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There is light at the end of the COVID tunnel, and it's not a train

'Speaking to a woman behind glass used to mean you were visiting them in prison. Now it just means you’re buying lettuce,' writes Philip Maher in this edition of The Mercy Traveller
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With vaccines flowing over the next few months and Guelph starting to open up a little, it may not be safe to go into the water, but at least we can see the water from our towel on the beach.

With respect to Winston Churchill: This is not the end…not even the beginning of the end…but perhaps the end of the beginning.

The government says by September we’ll be all be vaccinated. A recent Angus Reid poll shows that 36 percent of Canadians believe it’ll be 2022 before they get their shots. Rarely have Canadians’ expectations of government promises been so low. 

I have no real preference on the subject — whether I roll up my sleeve in September, December or 2022. I’m a patient guy. Call me foolish, but mostly I believe in what doctors tell me. I rather like wearing a mask, especially while grocery shopping. I get to talk to myself. “Why are we importing apples from South Africa? Can’t we grow our own?” Or, “You don’t look like you need that cart full of potato chips.” These are words actually spoken under the cloak of my mask. 

I’ve become a veteran mutterer. Good practice for my twilight years, perhaps. Talking to yourself is the only face-to-face human you can regularly confide in at present. If there is an anthem for COVID-19 it comes from Billy Joel: “You can’t sleep with somebody else, but sooner or later you sleep in your own space....it’s okay, you wake up with yourself.”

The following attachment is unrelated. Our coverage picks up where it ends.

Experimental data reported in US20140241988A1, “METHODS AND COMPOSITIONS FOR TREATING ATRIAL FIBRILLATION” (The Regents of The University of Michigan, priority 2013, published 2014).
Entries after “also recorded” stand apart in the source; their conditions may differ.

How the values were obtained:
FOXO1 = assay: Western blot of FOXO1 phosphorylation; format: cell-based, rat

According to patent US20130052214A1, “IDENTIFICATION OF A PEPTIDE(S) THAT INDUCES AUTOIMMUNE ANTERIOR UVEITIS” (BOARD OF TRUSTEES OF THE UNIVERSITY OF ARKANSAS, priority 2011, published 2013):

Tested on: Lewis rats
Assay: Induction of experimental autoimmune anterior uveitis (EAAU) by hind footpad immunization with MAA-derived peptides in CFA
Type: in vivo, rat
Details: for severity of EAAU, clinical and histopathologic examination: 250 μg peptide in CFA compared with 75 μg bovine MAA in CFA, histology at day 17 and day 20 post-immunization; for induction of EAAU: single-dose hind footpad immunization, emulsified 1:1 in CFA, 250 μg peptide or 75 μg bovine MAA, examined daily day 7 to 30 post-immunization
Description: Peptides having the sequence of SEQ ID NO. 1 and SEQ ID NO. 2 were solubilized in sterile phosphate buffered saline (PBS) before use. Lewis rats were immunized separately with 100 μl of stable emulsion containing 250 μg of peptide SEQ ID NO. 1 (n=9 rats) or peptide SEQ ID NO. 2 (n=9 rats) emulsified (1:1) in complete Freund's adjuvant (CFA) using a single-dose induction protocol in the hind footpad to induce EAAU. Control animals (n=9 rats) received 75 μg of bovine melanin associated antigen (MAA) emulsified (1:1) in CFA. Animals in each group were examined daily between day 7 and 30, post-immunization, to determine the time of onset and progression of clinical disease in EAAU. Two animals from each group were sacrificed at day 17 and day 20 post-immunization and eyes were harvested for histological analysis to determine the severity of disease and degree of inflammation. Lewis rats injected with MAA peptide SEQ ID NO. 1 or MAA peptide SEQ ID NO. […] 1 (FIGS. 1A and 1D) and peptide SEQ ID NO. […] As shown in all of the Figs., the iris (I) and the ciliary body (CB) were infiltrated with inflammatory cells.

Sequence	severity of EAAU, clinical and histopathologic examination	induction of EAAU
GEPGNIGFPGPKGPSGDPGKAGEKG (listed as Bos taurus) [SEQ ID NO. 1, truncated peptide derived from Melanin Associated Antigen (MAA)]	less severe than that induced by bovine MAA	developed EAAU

Over the last year I think I’ve become the most tedious person I know. I now understand my wife when she says she is bored with my stories. With only myself to talk to, so am I. 

This pandemic and its accoutrements have ushered in a topsy-turvy world. These days “self-care” has become a virtue. I was taught to avoid focusing on self. Speaking to a woman behind glass used to mean you were visiting them in prison. Now it just means you’re buying lettuce. 

I’m an extrovert. I thrive on contact. The nearest hand I get to hold is that hockey stick they use at the Tim Horton’s drive through. When I swipe slowly, it feels like we are best friends. Conspiracy theorists think the vaccine is probing our minds. I’d look forward to my mind being probed. It’s personal interaction with a new friend. 

Taking a lesson from business, I’ve learned to use COVID-19 as an excuse for not doing stuff. It seems slow answering of toll-free numbers, slow response from civil servants and all manor of mishaps are blamed on COVID-19. I’m sure I could get away with just about any crime before a judge if I gave the secret code of COVID 19. The judge would look at the prosecution with a knowing glance and simply say, “Let him go. Have a nice day and oh, be safe.” 

Like all crises, this one brings out the best in some people. Students at the Wellington District Catholic School made virtual cards for hospital workers. Wellington health-care workers are donning uncomfortable gowns and shields daily, and most of us have refrained from seeing relatives for 12 months. Admittedly, some may wish that could continue for years. 

If you’ve lost a relative to the disease, this has been a disaster. For others it’s been hard work in a different way. It’s not work like sweating from a digging hole — I’d prefer that. But, it’s hard in more subtle ways. It’s been frustrating not seeing friends frequently and pretending there is a six-foot stick between you and me when shopping for groceries. 

Who knew it would all be so trying? All joking aside, we’re inching closer. So, hang in there and as everyone seems to be reminding us, “stay safe.”